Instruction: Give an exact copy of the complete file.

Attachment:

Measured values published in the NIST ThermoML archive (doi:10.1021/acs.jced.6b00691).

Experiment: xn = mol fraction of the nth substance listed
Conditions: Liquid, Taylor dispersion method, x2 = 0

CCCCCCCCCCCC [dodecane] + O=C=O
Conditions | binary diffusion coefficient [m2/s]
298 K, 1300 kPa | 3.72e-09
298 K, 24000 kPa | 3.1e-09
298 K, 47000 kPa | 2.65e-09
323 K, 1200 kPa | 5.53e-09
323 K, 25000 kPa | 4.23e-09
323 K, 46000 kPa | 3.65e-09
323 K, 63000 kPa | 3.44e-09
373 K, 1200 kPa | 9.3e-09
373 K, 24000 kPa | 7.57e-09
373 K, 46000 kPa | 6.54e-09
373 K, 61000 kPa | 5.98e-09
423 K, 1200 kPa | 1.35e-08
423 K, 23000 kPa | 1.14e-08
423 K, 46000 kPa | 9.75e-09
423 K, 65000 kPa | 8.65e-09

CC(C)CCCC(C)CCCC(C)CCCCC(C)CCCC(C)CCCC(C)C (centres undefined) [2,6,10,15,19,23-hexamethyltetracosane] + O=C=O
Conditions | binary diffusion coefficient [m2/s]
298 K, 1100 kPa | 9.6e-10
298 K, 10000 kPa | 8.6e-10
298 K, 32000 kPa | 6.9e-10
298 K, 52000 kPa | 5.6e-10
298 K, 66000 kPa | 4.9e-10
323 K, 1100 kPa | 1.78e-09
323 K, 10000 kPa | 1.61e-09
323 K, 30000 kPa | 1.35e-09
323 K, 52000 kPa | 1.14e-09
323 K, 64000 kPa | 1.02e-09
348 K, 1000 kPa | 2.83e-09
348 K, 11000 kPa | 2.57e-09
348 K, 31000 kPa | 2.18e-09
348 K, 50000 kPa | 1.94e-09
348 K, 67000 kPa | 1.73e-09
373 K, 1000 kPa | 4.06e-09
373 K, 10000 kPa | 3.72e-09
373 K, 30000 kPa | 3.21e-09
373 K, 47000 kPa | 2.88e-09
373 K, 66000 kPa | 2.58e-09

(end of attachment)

Measured values published in the NIST ThermoML archive (doi:10.1021/acs.jced.6b00691).

Experiment: xn = mol fraction of the nth substance listed
Conditions: Liquid, Taylor dispersion method, x2 = 0

CCCCCCCCCCCC [dodecane] + O=C=O
Conditions | binary diffusion coefficient [m2/s]
298 K, 1300 kPa | 3.72e-09
298 K, 24000 kPa | 3.1e-09
298 K, 47000 kPa | 2.65e-09
323 K, 1200 kPa | 5.53e-09
323 K, 25000 kPa | 4.23e-09
323 K, 46000 kPa | 3.65e-09
323 K, 63000 kPa | 3.44e-09
373 K, 1200 kPa | 9.3e-09
373 K, 24000 kPa | 7.57e-09
373 K, 46000 kPa | 6.54e-09
373 K, 61000 kPa | 5.98e-09
423 K, 1200 kPa | 1.35e-08
423 K, 23000 kPa | 1.14e-08
423 K, 46000 kPa | 9.75e-09
423 K, 65000 kPa | 8.65e-09

CC(C)CCCC(C)CCCC(C)CCCCC(C)CCCC(C)CCCC(C)C (centres undefined) [2,6,10,15,19,23-hexamethyltetracosane] + O=C=O
Conditions | binary diffusion coefficient [m2/s]
298 K, 1100 kPa | 9.6e-10
298 K, 10000 kPa | 8.6e-10
298 K, 32000 kPa | 6.9e-10
298 K, 52000 kPa | 5.6e-10
298 K, 66000 kPa | 4.9e-10
323 K, 1100 kPa | 1.78e-09
323 K, 10000 kPa | 1.61e-09
323 K, 30000 kPa | 1.35e-09
323 K, 52000 kPa | 1.14e-09
323 K, 64000 kPa | 1.02e-09
348 K, 1000 kPa | 2.83e-09
348 K, 11000 kPa | 2.57e-09
348 K, 31000 kPa | 2.18e-09
348 K, 50000 kPa | 1.94e-09
348 K, 67000 kPa | 1.73e-09
373 K, 1000 kPa | 4.06e-09
373 K, 10000 kPa | 3.72e-09
373 K, 30000 kPa | 3.21e-09
373 K, 47000 kPa | 2.88e-09
373 K, 66000 kPa | 2.58e-09